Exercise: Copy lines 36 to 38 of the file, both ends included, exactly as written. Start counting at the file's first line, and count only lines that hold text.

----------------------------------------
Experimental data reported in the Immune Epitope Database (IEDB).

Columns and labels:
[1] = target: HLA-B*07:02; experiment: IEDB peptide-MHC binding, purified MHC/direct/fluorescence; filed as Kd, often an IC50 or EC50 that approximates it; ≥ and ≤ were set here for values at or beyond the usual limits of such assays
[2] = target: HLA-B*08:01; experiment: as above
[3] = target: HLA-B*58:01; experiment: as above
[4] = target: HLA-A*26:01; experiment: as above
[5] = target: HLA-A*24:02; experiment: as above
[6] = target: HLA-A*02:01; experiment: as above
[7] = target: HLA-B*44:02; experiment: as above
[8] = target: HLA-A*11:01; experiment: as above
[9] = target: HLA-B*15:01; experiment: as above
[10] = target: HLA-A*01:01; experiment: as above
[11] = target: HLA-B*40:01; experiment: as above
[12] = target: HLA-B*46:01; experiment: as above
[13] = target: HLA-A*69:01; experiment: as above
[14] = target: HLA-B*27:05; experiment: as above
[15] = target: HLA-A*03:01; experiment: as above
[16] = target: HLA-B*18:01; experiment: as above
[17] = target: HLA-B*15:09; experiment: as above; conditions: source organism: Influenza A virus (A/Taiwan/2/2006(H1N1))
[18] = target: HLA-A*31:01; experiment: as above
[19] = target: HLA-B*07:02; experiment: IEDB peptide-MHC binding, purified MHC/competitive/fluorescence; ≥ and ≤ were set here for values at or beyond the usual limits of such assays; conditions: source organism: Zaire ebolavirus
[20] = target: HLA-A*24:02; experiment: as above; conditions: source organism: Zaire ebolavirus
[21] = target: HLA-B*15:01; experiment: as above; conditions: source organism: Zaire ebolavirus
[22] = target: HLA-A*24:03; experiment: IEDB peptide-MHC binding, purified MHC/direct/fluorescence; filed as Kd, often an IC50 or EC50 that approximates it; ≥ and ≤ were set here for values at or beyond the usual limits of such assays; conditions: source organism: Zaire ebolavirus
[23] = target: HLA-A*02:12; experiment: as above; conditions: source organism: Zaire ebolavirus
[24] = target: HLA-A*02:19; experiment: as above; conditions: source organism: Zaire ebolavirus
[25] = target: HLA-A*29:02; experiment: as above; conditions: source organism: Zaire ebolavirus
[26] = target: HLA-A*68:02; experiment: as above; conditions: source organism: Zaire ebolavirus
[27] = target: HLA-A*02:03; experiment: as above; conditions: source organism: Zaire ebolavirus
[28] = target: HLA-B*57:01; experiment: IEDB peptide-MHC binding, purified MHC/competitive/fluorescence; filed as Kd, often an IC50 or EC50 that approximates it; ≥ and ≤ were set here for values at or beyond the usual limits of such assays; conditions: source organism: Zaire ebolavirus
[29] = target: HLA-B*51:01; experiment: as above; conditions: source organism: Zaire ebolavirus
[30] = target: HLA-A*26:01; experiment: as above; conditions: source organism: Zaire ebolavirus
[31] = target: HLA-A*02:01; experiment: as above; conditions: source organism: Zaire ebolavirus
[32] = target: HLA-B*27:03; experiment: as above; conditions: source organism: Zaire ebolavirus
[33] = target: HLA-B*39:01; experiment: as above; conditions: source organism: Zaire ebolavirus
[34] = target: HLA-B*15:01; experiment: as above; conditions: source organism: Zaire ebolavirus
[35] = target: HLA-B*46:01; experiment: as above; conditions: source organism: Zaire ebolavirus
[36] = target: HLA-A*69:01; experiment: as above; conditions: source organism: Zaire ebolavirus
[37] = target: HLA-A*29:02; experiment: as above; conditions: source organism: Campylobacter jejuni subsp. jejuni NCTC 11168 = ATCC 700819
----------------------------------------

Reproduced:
[34] = target: HLA-B*15:01; experiment: as above; conditions: source organism: Zaire ebolavirus
[35] = target: HLA-B*46:01; experiment: as above; conditions: source organism: Zaire ebolavirus
[36] = target: HLA-A*69:01; experiment: as above; conditions: source organism: Zaire ebolavirus